Each city has a signature neighborhood where the people are young, good looking, and dress in the most fashionista way. You can see some Helsinki street styles on a page called Hel Looks , and you can find all the relevant boutiques in a single district, called the Design District of Helsinki. But all these hipsters reside, and have their shops, cheap bars and cool cafés in another part of Helsinki: the Kallio neighborhood.
A “Restaurant Day” in Kallio. Source (CC: by-sa) 
I don’t like the word “hipster” very much, I don’t know why. Residing currently in Berlin, I’m confronted with it constantly, which is quite tiresome, especially when heard from tourists who came here attracted by things that they read online. They are the “post-hipster pack”, the followers. The pioneers came here between 2005 and 2007 when the word “hipster” was unheard of and it was better that way.
This is a photo that shows up when you look in Flickr for “Helsinki Hipsters”. Source (CC: by-sa) 
The Kallio neighborhood in Helsinki
We suggest you start your exploration of the Kallio are where Google Maps puts its’ center and get lost in the area to find your most beloved corner by yourself. Google says the center is in the Suonionkatu street, next to the iconic Kallio church, and we believe it to be true.
See Kallio, Helsinki  on a bigger Map
Gentrification happened to Kallio as it did to other blue-collard working class neighborhoods fairly close to the city centers.
It attracted students, designers and young artists (we are not sure how starving), that were in dire need of cheap bars and flats. These people brought onto themselves the carefully designed cool cafés and the young entrepreneurs and professionals, that had some money but still wanted to feel cool. Finally, all these people stay and start growing old, accumulating more money, and thus making the cafés become more expensive, the beers even more expensive, and the rents out of hand for most people.
Kallio, as seen from the water. Source(CC: by-sa) 
It is “Ley de vida” (Law of Life) in the cities and the only thing you can do about it is to start looking for the next cool neighborhood or pay more. A process that ends when the city is expensive, everything is overdesigned and you can’t find a mom-and-pop style store anywhere. I have seen this happen in front of my eyes, and I am the “moving to the next neighborhood” kind of guy. So far.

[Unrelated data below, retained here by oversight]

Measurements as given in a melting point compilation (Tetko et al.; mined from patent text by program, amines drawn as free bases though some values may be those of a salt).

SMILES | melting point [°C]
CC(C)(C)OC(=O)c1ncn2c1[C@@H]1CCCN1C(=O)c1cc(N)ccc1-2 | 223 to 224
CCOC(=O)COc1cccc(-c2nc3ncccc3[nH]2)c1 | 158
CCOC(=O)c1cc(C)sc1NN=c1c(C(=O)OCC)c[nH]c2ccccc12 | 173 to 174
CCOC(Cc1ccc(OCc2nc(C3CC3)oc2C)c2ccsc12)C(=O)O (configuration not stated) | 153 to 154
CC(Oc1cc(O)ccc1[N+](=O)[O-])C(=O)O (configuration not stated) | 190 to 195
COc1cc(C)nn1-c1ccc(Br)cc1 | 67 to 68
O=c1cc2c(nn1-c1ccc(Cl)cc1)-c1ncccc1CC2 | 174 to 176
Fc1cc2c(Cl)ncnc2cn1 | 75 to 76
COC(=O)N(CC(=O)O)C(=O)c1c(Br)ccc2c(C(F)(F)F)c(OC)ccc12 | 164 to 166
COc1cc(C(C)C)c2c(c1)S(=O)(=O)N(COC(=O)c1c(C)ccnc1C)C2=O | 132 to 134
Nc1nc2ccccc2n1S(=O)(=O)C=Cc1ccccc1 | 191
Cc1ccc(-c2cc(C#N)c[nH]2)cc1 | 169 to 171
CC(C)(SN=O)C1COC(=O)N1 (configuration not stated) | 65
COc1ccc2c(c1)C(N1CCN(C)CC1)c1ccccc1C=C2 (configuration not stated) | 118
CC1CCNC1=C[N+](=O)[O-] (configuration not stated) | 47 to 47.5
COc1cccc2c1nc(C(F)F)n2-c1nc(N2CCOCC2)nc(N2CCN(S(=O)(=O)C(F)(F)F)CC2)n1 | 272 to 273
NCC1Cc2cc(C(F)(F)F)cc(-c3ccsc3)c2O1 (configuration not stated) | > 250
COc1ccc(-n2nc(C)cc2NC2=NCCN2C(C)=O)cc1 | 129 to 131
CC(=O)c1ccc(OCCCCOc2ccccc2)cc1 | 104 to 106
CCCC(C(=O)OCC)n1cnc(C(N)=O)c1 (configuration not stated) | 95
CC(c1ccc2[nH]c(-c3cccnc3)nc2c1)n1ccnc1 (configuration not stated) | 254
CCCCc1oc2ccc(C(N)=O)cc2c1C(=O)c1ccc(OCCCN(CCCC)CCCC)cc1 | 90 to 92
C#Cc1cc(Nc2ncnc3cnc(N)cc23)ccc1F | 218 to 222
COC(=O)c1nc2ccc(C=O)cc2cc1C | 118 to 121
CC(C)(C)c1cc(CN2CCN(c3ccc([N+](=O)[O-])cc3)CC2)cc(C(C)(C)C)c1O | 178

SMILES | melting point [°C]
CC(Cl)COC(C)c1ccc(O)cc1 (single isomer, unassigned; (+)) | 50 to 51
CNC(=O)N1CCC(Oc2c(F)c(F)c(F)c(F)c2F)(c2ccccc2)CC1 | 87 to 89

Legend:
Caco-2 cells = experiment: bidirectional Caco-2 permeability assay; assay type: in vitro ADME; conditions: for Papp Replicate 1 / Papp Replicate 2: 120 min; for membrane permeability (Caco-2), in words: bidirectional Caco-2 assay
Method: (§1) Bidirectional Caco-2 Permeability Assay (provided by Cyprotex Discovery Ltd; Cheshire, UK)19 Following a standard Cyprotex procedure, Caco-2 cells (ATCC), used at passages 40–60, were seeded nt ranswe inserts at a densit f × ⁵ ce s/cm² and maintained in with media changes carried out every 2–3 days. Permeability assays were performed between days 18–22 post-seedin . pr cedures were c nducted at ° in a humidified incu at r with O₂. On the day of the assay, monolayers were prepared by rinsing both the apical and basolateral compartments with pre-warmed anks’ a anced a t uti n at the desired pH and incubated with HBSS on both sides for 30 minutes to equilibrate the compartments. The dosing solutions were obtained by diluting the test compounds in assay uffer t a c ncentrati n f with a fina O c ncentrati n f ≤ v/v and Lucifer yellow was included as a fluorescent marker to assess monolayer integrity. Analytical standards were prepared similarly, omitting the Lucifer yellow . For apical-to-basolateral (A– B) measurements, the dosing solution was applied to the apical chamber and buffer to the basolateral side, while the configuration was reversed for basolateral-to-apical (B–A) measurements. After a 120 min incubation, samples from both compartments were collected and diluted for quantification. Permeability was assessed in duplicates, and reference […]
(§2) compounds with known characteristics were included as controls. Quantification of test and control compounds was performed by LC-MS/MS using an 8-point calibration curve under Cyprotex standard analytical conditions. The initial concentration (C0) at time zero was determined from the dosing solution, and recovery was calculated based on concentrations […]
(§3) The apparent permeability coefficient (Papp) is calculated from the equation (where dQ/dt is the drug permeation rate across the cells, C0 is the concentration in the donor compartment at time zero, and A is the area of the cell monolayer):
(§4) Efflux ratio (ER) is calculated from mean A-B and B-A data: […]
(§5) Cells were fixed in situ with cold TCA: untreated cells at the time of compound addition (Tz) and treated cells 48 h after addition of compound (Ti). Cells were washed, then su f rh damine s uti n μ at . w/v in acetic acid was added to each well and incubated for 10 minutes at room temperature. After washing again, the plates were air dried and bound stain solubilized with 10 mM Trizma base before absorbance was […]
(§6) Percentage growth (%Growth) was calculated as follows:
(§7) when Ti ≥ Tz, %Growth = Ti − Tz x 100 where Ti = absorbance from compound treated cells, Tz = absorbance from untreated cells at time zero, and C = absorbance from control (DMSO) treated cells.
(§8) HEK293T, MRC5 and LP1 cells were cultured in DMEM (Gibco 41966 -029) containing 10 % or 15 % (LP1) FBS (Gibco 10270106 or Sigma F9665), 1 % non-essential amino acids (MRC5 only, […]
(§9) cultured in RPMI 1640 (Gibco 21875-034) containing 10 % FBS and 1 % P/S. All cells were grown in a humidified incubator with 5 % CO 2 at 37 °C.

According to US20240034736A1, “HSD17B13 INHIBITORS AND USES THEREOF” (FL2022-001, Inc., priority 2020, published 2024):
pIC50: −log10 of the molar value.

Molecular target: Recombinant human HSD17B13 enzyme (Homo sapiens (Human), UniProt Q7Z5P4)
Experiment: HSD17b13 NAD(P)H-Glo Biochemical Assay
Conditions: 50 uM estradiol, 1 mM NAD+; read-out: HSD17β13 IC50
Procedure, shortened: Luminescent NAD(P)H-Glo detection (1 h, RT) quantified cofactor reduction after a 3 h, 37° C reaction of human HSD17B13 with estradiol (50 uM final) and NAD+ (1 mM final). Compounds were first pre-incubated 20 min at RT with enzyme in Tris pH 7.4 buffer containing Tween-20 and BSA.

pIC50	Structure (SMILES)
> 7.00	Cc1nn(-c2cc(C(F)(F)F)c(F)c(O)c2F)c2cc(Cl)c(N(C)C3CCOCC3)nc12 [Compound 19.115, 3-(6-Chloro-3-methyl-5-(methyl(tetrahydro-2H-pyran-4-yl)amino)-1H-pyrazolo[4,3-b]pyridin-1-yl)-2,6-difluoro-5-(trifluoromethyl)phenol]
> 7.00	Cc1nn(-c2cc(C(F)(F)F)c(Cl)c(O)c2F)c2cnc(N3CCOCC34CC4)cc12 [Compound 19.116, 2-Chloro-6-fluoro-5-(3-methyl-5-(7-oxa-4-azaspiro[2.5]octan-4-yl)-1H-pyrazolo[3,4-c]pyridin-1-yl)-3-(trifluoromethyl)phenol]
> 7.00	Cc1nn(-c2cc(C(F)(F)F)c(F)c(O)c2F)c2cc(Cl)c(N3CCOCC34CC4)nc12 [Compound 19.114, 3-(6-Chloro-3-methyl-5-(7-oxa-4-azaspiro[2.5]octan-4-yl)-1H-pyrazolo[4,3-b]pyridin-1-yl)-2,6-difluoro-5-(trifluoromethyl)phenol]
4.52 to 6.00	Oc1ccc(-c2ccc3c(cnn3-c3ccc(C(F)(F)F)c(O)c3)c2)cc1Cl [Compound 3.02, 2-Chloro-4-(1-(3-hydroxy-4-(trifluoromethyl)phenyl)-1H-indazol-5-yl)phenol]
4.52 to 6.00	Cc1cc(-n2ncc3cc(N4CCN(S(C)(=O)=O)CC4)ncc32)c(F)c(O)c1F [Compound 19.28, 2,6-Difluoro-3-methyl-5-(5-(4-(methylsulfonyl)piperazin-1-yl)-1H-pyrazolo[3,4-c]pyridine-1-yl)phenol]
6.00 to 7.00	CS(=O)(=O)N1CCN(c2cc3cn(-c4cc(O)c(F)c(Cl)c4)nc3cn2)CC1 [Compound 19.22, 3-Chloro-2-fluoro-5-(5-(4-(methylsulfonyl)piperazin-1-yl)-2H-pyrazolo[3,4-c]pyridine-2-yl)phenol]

Kallio isn’t that far into this process, luckily. It is near the city center and is accessible with the “touristic” tram (the one that passes through all the places that you must see in Helsinki ), and thus it is one more stop for those who want to know the city center, in its widest meaning.
I’m not going to suggest a list of bars and restaurants to check out. The best is to get lost in the area and go into the places that attract you by their look and atmosphere. There are no “must-see” places in Kallio, in my opinion, but there is so much diversity in terms of bars, restaurants, stores, boutiques, and thrift stores, that it is better to see and choose in the moment.
Pic of the restaurant “Rytmi”, in Kallio. Source (CC: by) 
Two specific tips, if this is what you are looking for. An iconic store called “Made in Kallio” (street: Vaasankatu 14), that combines a bar & café and a design shop; and also the Finnish saunas in the area to relax: They are called Arla (in the street Kaarlenkatu 15) and Kotiharju (Harjutorinkatu 1).
The hipster neighborhoods of other capitals in the Nordic Countries
If you are interested in the hipster ‘hood of other Nordic (or Scandinavian)  countries, they are Södermalm in Stockholm, Nørrebro in Copenhague, Grünerløkka in Oslo.
Södermalm in Stockholm: filled with hipsters.
Do you like to go to the hipster neighborhood of a city you visit? It is usually a synonym of good cafés and good looking people, something that I can’t possibly object to.